The purpose of this article is to provide a critical review of the current systemic treatment and the emerging targeted therapeutic strategies in pancreatic adenocarcinoma. Cytotoxic chemotherapeutic drugs have been used for palliative treatment of pancreatic adenocarcinoma, as well as for neoadjuvant therapy to facilitate surgical resection, and as adjuvant therapy to prevent tumor recurrence. The recent findings of early metastasis of cancer cells in pancreatic adenocarcinoma provide support for systemic therapy even in the case of small and localized tumors. However, the clinical benefits of systemic chemotherapy are generally limited and it is typically associated with a multitude of toxicities. Cancer-specific therapies with improved efficacy and safety are urgently needed. Tremendous advances have been made in understanding the biology and genetic regulation of normal and neoplastic development of the pancreas. These have led to identification of molecular targets in pancreatic cancer cells, the tumor microenvironment, and the cancer stem cells. Tumor-specific modalities are emergent by exploitation of the aberrant signaling pathways and molecular alterations in pancreatic cancer with the goals of improving treatment response. Integrative approaches that combine various targeting strategies with molecular bioinformatics will hopefully lead to the development of personalized therapies that may produce a positive impact on the quality of life and survival for patients with this deadly disease.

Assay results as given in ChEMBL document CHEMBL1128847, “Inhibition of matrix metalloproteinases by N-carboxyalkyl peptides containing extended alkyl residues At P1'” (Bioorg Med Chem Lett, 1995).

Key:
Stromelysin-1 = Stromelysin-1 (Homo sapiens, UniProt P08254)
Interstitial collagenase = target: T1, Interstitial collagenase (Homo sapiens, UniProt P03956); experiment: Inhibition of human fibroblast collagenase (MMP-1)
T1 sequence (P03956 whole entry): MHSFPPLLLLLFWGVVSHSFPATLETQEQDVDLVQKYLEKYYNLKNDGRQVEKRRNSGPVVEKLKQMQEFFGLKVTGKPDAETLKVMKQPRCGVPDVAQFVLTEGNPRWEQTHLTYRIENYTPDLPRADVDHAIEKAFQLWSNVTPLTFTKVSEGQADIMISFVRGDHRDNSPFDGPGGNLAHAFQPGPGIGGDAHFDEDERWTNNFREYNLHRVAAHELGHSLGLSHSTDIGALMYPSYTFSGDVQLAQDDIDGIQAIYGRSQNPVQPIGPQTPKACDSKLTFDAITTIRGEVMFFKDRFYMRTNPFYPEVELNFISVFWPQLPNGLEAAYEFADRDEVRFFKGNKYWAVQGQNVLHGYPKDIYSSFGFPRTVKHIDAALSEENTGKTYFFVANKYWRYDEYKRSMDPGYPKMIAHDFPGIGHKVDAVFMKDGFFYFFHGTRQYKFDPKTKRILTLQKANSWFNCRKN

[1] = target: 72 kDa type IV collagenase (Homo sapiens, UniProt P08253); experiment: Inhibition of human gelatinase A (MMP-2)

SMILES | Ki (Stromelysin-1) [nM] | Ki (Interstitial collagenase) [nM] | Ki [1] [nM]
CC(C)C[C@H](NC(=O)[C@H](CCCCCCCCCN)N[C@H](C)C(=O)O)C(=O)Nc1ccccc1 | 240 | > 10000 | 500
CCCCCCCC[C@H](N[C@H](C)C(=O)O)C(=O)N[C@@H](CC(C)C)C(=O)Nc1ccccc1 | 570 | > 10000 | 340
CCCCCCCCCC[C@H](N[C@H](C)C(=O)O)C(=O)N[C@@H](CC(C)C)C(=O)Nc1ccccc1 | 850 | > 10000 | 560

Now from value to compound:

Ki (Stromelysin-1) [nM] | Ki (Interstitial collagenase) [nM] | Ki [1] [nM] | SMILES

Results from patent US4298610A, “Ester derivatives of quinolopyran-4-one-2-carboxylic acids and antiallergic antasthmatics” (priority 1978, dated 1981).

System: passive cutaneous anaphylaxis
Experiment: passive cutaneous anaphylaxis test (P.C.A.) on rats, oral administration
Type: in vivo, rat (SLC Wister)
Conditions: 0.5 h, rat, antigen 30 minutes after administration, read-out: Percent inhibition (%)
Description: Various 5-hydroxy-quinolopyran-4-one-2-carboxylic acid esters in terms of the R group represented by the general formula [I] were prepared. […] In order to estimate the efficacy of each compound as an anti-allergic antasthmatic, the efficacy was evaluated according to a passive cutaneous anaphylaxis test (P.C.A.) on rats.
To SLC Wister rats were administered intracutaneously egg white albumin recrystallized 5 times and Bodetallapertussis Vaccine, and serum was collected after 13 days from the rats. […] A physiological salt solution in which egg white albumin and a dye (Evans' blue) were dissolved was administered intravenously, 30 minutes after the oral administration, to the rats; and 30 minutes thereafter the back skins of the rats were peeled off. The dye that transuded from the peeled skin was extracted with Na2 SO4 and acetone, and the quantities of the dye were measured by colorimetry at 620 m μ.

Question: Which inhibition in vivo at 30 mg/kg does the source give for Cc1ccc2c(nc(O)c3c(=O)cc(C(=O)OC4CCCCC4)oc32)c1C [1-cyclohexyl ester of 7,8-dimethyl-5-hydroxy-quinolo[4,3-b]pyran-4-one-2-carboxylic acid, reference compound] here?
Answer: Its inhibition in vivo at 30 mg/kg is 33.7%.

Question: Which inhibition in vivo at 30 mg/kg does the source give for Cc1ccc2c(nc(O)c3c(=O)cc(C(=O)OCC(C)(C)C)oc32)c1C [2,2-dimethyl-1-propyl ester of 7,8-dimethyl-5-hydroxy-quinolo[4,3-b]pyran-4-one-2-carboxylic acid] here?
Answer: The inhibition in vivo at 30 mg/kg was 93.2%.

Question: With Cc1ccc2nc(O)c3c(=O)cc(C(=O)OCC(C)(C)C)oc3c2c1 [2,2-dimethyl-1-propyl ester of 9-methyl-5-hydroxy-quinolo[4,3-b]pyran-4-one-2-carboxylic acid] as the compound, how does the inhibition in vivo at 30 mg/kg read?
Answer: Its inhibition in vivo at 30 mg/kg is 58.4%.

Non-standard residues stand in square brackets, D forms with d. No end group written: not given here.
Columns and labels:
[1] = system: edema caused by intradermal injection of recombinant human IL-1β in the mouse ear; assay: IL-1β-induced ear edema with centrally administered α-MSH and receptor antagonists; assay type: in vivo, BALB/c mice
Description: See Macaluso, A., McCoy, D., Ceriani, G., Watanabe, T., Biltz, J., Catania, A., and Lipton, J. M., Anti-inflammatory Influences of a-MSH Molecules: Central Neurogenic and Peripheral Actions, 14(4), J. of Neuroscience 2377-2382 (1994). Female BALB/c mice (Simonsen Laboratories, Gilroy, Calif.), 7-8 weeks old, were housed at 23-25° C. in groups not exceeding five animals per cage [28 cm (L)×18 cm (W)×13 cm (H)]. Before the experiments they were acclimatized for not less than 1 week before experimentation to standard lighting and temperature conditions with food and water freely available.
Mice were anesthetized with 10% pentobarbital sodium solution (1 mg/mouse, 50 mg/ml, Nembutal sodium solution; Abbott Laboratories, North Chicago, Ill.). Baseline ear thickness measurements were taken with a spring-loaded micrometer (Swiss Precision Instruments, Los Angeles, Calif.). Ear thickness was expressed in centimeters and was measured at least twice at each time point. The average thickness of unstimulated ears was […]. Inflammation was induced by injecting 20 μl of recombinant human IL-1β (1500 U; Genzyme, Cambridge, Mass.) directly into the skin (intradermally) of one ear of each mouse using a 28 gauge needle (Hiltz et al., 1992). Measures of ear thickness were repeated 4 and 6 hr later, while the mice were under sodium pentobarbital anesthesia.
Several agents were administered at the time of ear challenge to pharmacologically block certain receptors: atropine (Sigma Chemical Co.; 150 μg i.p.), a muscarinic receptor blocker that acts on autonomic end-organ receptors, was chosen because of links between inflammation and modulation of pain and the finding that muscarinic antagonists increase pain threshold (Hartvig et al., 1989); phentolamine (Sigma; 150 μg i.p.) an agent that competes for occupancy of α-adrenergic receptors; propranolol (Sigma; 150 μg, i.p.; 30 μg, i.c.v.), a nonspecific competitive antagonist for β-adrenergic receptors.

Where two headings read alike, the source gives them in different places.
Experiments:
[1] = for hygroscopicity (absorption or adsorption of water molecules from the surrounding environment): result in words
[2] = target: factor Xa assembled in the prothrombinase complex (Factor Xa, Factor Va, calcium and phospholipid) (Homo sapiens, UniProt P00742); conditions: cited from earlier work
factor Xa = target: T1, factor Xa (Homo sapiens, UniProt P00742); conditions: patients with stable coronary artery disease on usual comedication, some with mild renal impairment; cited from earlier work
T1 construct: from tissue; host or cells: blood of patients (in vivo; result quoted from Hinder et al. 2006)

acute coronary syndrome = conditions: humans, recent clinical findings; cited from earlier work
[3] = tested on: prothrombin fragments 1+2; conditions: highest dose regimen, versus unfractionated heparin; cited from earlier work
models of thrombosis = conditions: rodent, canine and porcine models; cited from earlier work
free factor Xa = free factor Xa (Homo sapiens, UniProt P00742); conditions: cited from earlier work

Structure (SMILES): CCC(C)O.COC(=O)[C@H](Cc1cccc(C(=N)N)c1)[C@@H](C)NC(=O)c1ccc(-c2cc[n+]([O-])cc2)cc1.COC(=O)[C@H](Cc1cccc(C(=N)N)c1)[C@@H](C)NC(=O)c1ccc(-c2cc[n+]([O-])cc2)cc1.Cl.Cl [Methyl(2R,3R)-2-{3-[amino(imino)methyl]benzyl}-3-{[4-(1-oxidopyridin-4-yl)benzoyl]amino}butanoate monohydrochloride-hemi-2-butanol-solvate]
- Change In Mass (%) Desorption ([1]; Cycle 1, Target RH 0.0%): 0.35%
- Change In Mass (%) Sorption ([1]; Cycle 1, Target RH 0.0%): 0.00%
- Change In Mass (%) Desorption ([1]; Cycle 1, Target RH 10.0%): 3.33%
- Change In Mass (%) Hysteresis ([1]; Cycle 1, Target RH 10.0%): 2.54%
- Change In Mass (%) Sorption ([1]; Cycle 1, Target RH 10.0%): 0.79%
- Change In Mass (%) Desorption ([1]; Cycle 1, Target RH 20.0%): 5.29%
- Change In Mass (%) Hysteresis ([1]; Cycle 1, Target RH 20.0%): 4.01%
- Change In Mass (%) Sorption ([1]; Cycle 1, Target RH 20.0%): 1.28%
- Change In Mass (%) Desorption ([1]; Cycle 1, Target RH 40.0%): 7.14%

All Science Journal Classification (ASJC) codes
- Pharmacology, Toxicology and Pharmaceutics(all)
- Pharmacology (medical)